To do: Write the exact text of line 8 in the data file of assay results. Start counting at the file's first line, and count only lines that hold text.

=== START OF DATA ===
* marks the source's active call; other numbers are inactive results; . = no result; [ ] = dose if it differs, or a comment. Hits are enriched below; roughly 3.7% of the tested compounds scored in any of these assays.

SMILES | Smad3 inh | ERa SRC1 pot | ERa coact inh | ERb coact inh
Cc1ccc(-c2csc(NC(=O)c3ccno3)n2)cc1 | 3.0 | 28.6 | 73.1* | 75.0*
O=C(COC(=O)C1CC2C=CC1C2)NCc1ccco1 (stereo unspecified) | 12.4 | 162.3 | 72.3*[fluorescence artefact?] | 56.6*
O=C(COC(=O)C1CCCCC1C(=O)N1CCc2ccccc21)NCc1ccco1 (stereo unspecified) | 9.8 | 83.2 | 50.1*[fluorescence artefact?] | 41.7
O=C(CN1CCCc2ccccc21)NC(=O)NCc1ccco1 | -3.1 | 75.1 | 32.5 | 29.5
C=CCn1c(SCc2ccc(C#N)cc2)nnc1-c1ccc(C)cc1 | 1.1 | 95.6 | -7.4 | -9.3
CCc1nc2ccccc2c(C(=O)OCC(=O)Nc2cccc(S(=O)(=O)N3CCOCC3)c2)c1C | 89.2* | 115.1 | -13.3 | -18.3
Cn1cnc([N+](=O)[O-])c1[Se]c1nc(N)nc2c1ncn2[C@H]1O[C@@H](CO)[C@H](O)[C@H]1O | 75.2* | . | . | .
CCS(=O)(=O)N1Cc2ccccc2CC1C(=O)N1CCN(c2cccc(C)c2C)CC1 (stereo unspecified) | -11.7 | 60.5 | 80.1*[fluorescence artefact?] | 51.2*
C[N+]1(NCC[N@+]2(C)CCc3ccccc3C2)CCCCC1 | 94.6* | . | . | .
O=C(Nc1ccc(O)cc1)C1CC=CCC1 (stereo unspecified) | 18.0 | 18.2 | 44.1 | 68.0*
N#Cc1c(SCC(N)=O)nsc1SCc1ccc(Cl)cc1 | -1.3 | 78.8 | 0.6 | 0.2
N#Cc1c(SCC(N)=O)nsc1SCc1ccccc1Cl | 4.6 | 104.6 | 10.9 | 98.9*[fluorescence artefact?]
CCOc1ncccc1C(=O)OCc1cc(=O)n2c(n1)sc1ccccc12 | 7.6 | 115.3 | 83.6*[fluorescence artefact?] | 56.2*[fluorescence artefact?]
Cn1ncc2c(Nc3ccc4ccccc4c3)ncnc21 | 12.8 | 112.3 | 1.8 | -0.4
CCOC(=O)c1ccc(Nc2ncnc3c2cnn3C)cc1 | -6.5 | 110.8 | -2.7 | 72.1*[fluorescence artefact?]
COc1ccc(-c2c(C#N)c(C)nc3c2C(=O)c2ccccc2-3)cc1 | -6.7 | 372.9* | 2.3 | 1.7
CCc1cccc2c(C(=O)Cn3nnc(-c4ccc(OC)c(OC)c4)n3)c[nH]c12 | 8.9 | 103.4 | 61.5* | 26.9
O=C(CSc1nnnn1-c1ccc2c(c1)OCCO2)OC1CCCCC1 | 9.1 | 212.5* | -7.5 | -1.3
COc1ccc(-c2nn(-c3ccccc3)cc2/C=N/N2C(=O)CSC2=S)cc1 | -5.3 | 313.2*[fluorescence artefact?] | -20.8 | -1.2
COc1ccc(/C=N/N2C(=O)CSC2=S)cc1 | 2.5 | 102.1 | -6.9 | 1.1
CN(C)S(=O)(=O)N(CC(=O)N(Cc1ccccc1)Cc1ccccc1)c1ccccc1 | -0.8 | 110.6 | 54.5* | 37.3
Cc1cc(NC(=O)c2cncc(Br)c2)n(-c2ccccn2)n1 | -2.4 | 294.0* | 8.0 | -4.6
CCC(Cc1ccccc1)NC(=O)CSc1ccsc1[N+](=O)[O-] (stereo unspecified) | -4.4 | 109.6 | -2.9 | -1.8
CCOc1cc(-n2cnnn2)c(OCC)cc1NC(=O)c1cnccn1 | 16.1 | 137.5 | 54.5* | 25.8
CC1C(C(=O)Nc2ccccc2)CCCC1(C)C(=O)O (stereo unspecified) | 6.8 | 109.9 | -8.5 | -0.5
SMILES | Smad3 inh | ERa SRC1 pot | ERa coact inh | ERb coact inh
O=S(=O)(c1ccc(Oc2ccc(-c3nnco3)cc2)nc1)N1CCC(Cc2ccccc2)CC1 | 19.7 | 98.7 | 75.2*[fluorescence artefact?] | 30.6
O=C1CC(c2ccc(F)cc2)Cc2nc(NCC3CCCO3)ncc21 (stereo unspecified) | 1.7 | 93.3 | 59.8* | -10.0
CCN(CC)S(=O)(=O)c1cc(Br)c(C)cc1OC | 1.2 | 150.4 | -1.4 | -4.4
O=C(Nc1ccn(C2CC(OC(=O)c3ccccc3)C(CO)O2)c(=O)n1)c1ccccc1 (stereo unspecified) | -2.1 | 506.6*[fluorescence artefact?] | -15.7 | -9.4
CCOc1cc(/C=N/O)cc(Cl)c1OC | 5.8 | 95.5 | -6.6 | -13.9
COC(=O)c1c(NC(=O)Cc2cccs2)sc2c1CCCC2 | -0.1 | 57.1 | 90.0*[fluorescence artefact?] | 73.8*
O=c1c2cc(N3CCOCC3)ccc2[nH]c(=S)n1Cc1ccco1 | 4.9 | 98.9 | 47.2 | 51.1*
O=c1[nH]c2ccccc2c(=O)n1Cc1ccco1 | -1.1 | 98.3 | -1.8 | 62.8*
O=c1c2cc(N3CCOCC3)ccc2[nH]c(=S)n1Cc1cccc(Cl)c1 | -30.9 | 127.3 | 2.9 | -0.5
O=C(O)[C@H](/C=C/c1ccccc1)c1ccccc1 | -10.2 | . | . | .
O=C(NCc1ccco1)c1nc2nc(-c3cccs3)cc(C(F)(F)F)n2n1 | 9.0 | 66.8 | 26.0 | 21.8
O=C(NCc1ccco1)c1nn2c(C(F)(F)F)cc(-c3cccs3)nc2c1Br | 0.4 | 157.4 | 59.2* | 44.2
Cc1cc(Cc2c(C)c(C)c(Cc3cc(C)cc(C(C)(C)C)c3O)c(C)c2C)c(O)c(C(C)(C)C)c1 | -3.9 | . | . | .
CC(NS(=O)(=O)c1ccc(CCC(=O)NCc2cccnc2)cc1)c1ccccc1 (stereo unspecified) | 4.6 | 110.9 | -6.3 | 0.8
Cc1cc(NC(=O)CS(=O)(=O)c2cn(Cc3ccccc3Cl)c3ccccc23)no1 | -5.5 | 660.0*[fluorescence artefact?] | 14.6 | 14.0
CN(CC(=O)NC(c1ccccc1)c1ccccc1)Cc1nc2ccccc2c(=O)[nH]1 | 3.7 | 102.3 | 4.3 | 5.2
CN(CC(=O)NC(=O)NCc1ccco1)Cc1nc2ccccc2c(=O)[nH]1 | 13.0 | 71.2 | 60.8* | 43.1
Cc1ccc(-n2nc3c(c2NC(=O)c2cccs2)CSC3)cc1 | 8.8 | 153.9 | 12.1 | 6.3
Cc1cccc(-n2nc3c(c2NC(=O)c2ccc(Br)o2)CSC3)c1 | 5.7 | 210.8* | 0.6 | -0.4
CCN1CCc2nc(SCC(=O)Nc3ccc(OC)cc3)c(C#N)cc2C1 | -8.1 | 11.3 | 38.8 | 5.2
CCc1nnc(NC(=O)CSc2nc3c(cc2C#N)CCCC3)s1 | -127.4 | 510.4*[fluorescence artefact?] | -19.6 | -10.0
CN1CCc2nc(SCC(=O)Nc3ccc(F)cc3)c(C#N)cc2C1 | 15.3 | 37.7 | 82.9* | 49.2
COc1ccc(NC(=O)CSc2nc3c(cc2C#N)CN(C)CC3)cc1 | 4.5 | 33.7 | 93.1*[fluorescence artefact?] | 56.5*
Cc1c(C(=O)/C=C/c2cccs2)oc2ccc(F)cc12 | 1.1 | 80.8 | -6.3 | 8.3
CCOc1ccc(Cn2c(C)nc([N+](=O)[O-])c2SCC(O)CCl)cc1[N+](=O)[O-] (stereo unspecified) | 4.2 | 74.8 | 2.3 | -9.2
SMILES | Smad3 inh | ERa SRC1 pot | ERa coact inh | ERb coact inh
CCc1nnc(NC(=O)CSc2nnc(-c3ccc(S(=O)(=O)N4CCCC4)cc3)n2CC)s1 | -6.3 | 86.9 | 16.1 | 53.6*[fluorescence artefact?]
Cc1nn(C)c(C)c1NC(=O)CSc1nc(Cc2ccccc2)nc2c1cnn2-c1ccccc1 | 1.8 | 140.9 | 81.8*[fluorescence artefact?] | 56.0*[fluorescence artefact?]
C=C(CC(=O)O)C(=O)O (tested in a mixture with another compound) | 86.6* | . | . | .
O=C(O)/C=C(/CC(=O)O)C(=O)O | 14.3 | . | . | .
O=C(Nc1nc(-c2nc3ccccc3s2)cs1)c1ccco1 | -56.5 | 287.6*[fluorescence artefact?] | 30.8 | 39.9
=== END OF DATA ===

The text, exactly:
CCc1nc2ccccc2c(C(=O)OCC(=O)Nc2cccc(S(=O)(=O)N3CCOCC3)c2)c1C | 89.2* | 115.1 | -13.3 | -18.3